Date Thesis Awarded


Access Type

Honors Thesis -- Access Restricted On-Campus Only

Degree Name

Bachelors of Arts (BA)




Iyabo Osiapem

Committee Members

Jack Martin

Leslie Cochrane

Kathleen Boyle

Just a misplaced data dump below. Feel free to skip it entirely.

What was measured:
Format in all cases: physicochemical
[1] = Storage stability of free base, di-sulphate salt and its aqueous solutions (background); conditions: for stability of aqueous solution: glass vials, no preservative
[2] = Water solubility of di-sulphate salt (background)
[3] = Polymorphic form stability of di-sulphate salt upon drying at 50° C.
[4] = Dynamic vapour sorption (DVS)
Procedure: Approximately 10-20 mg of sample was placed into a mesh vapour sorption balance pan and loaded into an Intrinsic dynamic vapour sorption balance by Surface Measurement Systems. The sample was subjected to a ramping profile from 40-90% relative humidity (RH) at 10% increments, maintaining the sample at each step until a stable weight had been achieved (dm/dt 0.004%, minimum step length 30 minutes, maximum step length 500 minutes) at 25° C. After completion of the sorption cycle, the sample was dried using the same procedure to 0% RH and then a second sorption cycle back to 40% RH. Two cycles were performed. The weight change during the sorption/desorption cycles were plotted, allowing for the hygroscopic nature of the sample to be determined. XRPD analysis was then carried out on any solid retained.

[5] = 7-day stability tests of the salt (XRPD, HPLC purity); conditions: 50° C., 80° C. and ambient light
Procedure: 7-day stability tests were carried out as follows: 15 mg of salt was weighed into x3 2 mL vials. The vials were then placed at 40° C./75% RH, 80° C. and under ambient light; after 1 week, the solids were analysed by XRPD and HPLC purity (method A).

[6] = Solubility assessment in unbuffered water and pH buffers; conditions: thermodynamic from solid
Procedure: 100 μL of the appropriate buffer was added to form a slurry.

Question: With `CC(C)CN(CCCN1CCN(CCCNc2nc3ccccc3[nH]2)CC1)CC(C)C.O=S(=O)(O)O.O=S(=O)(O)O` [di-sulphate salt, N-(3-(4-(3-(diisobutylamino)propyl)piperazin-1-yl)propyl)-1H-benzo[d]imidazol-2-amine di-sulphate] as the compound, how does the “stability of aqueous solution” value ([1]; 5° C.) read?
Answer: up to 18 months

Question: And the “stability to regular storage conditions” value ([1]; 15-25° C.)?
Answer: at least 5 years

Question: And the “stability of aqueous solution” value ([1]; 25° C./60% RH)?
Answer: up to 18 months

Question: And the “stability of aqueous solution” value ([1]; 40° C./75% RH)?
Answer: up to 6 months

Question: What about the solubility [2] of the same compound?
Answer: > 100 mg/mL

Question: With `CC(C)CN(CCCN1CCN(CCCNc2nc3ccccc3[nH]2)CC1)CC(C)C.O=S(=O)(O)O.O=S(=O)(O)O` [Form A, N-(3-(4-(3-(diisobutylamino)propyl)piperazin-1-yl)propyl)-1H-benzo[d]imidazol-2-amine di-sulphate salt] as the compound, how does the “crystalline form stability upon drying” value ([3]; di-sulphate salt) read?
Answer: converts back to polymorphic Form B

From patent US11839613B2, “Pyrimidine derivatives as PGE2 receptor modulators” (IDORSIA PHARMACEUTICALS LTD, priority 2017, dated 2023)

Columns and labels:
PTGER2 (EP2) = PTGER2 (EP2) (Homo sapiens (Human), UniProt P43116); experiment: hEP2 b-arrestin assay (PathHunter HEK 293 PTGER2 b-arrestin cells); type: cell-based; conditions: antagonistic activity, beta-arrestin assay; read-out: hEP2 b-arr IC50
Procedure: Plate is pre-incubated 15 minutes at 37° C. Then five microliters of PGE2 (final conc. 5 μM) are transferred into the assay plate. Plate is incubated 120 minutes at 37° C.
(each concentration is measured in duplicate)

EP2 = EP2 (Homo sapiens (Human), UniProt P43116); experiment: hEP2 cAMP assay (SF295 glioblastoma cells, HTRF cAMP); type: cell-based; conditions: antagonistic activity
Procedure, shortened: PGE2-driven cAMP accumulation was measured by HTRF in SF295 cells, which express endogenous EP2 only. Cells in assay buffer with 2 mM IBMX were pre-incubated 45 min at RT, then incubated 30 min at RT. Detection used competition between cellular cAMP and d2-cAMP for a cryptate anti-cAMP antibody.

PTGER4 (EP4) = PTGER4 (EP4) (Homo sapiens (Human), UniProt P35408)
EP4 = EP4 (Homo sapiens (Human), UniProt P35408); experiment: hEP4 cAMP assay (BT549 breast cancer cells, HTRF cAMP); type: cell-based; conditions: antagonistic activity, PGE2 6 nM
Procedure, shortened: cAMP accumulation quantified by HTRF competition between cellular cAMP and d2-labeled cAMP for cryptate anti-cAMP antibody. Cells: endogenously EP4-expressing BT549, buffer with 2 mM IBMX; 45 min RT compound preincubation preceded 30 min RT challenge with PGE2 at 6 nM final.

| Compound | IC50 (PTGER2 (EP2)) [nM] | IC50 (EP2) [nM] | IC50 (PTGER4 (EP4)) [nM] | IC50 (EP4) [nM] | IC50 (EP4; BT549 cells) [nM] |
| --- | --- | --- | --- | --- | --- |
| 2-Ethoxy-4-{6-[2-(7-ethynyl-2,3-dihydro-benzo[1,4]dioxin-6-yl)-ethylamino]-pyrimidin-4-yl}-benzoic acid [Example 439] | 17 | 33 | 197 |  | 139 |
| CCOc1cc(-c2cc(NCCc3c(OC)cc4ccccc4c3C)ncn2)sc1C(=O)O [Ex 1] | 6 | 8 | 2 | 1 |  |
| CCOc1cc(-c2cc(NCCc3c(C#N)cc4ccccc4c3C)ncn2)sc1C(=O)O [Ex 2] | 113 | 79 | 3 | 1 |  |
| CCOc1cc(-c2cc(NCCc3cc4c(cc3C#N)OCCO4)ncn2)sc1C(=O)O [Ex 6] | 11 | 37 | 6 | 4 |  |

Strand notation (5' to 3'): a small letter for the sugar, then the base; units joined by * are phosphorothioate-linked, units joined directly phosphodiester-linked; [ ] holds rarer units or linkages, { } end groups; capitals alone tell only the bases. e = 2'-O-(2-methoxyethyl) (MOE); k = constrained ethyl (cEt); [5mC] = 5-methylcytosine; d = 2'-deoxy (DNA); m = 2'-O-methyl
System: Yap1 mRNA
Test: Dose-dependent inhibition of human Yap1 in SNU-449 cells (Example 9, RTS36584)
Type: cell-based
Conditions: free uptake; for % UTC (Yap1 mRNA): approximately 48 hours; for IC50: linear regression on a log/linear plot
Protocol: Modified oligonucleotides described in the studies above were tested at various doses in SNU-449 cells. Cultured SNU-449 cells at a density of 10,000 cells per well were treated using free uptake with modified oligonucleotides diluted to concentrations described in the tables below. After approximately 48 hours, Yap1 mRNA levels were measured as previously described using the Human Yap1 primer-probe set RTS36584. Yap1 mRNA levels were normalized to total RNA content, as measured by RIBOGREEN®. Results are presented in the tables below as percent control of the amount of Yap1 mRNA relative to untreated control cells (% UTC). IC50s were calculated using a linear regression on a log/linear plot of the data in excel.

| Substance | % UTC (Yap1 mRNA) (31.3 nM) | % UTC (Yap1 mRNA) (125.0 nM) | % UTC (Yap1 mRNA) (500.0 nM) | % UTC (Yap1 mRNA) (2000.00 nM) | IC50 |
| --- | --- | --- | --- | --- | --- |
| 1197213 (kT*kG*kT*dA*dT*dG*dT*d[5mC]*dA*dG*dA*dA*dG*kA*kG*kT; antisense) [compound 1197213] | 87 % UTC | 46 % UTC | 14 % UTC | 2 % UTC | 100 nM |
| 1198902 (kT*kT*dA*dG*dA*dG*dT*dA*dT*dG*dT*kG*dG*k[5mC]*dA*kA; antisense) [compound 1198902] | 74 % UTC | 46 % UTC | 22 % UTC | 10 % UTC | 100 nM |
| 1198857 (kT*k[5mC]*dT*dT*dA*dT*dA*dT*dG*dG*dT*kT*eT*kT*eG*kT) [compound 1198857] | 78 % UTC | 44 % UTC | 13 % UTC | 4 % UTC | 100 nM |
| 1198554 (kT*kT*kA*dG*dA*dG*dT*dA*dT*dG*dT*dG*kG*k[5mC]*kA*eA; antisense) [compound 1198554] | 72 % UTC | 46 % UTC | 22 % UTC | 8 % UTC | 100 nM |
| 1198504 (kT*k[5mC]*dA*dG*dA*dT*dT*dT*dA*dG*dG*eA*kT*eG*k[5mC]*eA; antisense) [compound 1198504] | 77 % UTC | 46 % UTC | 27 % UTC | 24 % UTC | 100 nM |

To date, virtually all extant sociolinguistic literature concerning LGBT linguistics has been limited to the Anglophone world and, consequently, varieties of English. Given the author's extensive experience in Italy, the current study developed with the goal of ascertaining the perceptions of linguistic features found in gay Italian men's speech as well as the language attitudes of that community. A folk dialectological methodology was employed, with interviews being conducted in Milan, Italy with six self-identified gay Italian men. The results of a qualitative analysis of the interview data show that there are conflicting perceptions of what constitutes this social variety, but in general the following points were agreed upon: Gay Men's Italian exists as a distinct, recognizable language variety; feminization of lexical items is highly visible and common; speakers are considered effeminate with higher pitched voices; and common slang terms include historically pejorative words. Half of the participants were found to hold strongly negative attitudes toward GMI, while the other half tended to vacillate between positive, indifferent, and negative attitudes.

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